Such expressions are meaningless unless a clear distinction between contributory negligence and assumption of risk were recognized and intended. We should suppose that congress meant'that contributory negligence should never be a matter of defense, but should be provable in mitigation of damages in all cases save those in which the carrier had also contributed to the injury by'violating some safety statute; and that assumption of risk should be a complete defense except in case of such disregard of a safety requirement by the carrier. There is nothing to indicate an intention to hold the carrier liable ordinarily for an injury arising out of a risk assumed by the employee. In Northern Pac. Ry. Co. v. Maerkl, 198 Fed. 1, decided by the *779court of appeals of the ninth circuit, the question of assumed risk was thus lightly touched:

“In respect to the defense set up of assumption of risk by him, it is sufficient to say that a risk arising out of the carrier’s neglect, and of which the employee had no knowledge, was not one which can be held to have been assumed by him.” (p. 6.)

In Schlemmer v. Buffalo, Rochester, etc., Ry., 305 U. S. 1, a case under the safety-appliance act, the clause under consideration was that in section 8, that any employee injured by any car in use contrary to the provisions of the act shall not be deemed to have assumed the risk thereby occasioned, although continuing in the employment of the carrier after the unlawful use had been brought to his knowledge. It was said that the phrase as used in this clause extended to dangerous conditions, as of machinery, premises and the like, which the injured party understood and appreciated when he submitted his person to them; that in this class of cases the risk is said to be assumed because a person who freely and voluntarily encounters it has only himself to thank if' harm comes, on a general principle of our law; that “probably the modification of this general principle by some judicial decisions and by statutes like section 8 is due to an opinion that men who work with their hands have not always the freedom and equality of position assumed by the doctrine of laissez faire to exist.” (p. 12.)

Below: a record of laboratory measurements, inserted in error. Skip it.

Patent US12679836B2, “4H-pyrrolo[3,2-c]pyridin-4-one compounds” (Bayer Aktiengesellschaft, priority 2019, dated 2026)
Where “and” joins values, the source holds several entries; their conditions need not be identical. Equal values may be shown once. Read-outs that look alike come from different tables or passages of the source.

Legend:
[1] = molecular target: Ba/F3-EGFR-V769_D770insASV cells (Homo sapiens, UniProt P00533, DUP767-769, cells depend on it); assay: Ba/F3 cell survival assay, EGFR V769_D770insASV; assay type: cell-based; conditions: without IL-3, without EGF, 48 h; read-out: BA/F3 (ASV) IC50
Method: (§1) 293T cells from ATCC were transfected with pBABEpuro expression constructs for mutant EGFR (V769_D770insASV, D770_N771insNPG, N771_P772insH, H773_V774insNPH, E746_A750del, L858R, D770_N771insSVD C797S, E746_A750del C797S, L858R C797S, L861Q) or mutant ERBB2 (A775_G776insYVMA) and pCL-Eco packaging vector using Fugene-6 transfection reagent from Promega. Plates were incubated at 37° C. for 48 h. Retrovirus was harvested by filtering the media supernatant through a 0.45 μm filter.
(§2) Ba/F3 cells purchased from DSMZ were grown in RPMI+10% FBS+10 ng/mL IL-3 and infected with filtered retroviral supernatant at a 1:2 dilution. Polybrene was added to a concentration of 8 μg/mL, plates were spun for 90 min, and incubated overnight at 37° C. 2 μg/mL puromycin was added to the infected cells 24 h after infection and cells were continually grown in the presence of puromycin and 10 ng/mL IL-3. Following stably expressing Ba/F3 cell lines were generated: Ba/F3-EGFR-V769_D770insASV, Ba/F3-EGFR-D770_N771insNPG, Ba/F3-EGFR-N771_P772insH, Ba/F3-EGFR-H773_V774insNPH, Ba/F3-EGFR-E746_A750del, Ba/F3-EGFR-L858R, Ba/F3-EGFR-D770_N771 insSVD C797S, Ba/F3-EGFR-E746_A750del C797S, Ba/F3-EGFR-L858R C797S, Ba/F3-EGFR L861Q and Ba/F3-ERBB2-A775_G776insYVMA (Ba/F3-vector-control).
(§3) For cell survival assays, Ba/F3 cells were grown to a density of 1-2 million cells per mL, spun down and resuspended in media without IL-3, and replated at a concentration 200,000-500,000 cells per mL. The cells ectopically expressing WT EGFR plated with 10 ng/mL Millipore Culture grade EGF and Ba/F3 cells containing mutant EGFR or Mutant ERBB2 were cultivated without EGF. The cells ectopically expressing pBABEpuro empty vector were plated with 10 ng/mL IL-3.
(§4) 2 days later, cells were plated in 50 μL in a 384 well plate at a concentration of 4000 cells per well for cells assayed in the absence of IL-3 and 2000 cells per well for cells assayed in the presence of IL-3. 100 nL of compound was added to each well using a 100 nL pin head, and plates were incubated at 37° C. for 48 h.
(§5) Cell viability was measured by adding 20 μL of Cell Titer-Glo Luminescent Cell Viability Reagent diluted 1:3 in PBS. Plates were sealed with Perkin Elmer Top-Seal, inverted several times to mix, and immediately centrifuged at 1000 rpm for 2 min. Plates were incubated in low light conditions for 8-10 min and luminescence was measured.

Assumption of risk in this broad sense was said to shade into negligence as commonly understood, and the differences between the two to be more of degree than of kind, and that “when a statute exonerates a servant from the former, if at the same time it leaves the defense of contributory negligence still open to the master, . . . then, unless great care be taken, the servant’s, rights will be sacrificed by simply charging, him with assumption of the risk under another name.” (p. 12.) This was said to be especially true in Pennsylvania *780(where the actions arose), where some cases at least seemed to have treated assumption of risk and negligence as convertible terms. Justices Brewer, Peck-ham, McKenna and Day dissented and said that there is a vital difference between assumption of risk and contributory negligence, and quoted (p. 19) from Judge Taft in Narramore v. Cleveland, C., C. & St. L. Ry. Co., 37 C. C. A. 499, that:

“Assumption of risk and contributory negligence approximate where the danger is so obvious and imminent that no ordinarily prudent man would assume the risk of injury therefrom. But where the danger, though present and appreciated, is one which many men are in the habit of assuming, and which prudent men who must earn a living are willing to assume for extra compensation, one who assumes the risk can not be said to be guilty of contributory negligence if, having in view the risk of danger assumed, he uses care reasonably commensurate with the risk to avoid injurious consequences.” (p. 505.)

The court of civil appeals of Texas held in Freeman v. Powell, (Tex. Civ. App. 1911) 144 S. W. 1033, that assumption of risk is available to the defendant, and after quoting the provision of section 4, said:

“It thus appears that under the federal statute a complaining employee to whom the act applies is not relieved from the operation of the ordinary rule of assumed risk, except in cases where there is a violation by the carrier of some statute enacted for the safety of an employee which has contributed to his injury or death, and of this there is no contention in this suit.” (p. 1034.)

In Railway Co. v. Loosley, 76 Kan. 103, 90 Pac. 990, it was decided that if an employee with knowledge of the facts and appreciation of the danger voluntarily accepts the situation without complaint or promise of change he assumes the risk of a dangerous work. After reviewing many decisions it was said: